President Obama’s presidential center will be built on the South Side of Chicago, Obama’s adopted hometown.
Many supporters cheered that decision, hoping it would bring development to an area of the city that really needs it.
But the process of designing and building the center has not been without controversy — far from it. And it has sparked conversations in Chicago that echo debates we often have here in Detroit about big development projects. Conversations about which neighborhoods need this kind of development the most. Conversations about gentrification and displacement. Conversations about how to engage community members in these conversations, and whether they’re being shut out of the process.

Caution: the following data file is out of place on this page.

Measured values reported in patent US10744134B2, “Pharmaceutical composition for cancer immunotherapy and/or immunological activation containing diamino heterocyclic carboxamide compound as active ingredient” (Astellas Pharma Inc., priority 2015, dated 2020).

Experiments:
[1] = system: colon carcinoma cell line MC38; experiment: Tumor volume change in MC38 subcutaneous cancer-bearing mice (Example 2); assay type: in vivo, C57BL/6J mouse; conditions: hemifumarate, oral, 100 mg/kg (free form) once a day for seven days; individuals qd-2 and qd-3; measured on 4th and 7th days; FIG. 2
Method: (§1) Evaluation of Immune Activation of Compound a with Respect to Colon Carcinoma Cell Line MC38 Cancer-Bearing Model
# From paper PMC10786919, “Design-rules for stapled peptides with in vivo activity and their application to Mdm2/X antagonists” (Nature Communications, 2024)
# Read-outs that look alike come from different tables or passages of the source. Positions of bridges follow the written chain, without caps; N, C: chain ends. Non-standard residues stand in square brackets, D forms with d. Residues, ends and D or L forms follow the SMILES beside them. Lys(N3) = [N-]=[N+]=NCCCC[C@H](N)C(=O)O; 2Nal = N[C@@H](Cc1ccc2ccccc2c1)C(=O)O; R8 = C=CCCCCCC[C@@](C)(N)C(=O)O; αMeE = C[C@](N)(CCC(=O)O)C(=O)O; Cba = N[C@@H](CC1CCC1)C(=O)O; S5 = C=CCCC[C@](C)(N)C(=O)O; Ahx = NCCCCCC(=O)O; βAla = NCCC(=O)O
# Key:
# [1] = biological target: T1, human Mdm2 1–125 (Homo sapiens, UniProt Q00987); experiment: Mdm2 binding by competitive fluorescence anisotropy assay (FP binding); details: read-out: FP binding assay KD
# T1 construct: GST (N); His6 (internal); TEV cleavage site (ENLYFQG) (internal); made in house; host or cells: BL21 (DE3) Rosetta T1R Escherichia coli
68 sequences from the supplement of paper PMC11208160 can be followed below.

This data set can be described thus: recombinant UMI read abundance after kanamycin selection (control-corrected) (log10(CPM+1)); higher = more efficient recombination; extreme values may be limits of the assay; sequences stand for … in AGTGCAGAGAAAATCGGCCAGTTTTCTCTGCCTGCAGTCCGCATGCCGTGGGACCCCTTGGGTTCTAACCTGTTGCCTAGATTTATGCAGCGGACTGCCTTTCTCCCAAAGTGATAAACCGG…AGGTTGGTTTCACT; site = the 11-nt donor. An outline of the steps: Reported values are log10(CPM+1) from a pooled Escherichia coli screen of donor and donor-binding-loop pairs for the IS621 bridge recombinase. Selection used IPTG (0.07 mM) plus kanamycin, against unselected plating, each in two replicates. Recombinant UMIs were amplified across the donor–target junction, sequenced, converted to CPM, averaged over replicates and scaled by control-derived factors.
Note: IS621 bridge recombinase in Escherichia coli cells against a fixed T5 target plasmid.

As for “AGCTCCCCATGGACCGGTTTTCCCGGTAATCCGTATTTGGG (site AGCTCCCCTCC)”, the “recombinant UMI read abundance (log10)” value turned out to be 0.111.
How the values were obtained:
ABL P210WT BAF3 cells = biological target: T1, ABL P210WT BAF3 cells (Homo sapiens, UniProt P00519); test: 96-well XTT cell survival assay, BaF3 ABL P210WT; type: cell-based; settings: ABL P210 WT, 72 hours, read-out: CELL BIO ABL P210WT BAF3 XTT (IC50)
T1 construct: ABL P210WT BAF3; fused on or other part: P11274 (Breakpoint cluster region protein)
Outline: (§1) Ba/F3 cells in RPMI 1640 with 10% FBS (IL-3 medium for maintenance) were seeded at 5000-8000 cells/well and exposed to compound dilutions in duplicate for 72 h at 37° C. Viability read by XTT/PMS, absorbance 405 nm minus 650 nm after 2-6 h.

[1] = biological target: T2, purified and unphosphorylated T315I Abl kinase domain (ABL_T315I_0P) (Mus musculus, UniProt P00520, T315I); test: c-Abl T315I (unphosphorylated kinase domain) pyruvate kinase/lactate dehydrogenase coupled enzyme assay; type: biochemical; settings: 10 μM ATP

Blair Kamin, the Chicago Tribune’s Pulitzer Prize-winning architecture critic, has been following the issue closely in recent months and has written a number of articles about the development. He joins Detroit Today with Stephen Henderson to talk about it.
“Community activists have urged Obama to sign a so-called community benefits agreement, which would guarantee long-term well-paid jobs to local residents,” says Kamin. “And Obama, the former community organizer, said no.”
“There are disputes here about design, about construction, and, hey, it’s Chicago — nothing here ever happens smoothly.”
Click on the audio player above to hear the full conversation.